Saskatchewan in Space Part 4: University of Saskatchewan Space Team’s Cube Satellite
We would like to thank the University of Saskatchewan Space Team, University of Saskatchewan Computer Museum, Claybank Brick Plant National Historic Site, Dr. Dafydd Williams, NASA’s Kennedy Space Center, Douglas Lindner and Ken Mayhew for providing information and/or photos for these blog posts.
Saskatchewan is probably not the first place that comes to mind when people discuss space exploration, but there are a number of Saskatchewan connections to this topic! One of the WDM’s curatorial priorities is the collection and preservation of Saskatchewan innovations. We work towards this priority through projects like the Saskatchewan Patent Index and our Fuelled by Innovation exhibit at the WDM Saskatoon, where about half the vehicles are Saskatchewan-made.
Over the course of five weeks we will share five website features about space exploration and Saskatchewan innovation. Each feature will highlight one person or object with ties to Saskatchewan. From bricks made in Claybank to computer technology developed in Saskatoon to chainmail made in Swift Current, Saskatchewan has plenty of ties to space exploration!
Our fourth feature in this series is about the University of Saskatchewan Space Team and the cube satellite they’re building.
Students from the University of Saskatchewan and SaskPolytech recently constructed a cube satellite. The RADSAT-SK project, as it is called, is supported by the Canadian Space Agency (CSA) as part of the Canadian CubeSat project (CCP).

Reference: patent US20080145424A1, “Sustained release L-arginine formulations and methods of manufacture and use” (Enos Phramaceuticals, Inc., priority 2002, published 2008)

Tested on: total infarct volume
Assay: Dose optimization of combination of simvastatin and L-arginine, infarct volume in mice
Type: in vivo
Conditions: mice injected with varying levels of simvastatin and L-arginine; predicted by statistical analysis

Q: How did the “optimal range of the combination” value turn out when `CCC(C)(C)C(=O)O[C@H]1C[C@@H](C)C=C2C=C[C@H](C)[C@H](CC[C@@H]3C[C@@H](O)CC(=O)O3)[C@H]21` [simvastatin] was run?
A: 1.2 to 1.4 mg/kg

The CCP program is focused on providing university students with hands-on engineering experience while also allowing them to develop valuable leadership and communication skills.
In this project, students designed and built a 20x10x10cm satellite. Though there was faculty oversight, the project was driven by undergraduate students. Students were responsible for the design, construction, and later operation of this device. Over 100 students are involved in the project under the supervision of Dr. Sean Maw and Dr. Brian Berscheid at the University of Saskatchewan.
According to the student team, the satellite has two main objectives: to test a new type of radiation dosimeter developed by University of Saskatchewan College of Engineering faculty member Dr. Li Chen, and to test high-concentration melanin’s efficacy as a radiation shield in space, a concept developed by Dr. Kate Dadachova.
The first steps for the team were to design each satellite component, prepare the flight hardware, and test individual components of the satellite. Later steps involved assembling the satellite, testing the communications technology, and running a mock mission to ensure that everything functioned as intended.
The satellite was launched to the International Space Station (ISS) on June 3, 2023. From the ISS it will then be deployed into orbit. It is expected to orbit for one to two years. While in orbit, data will be transmitted from the satellite to the University of Saskatchewan.
This is the first satellite designed, tested and built in Saskatchewan to be launched into space.
The students involved in the project emphasize that the project would not be possible without the support of the Principal Investigators Dr. Sean Maw and Dr. Brian Berscheid and the project sponsors: University of Saskatchewan College of Engineering, Canadian Space Agency, Saskatchewan Polytechnic, University of Saskatchewan Space Team, GALAXIA Mission Systems, Calian Advanced Technologies and MDA Ltd.
By: Kaiti Hannah, Curatorial Associate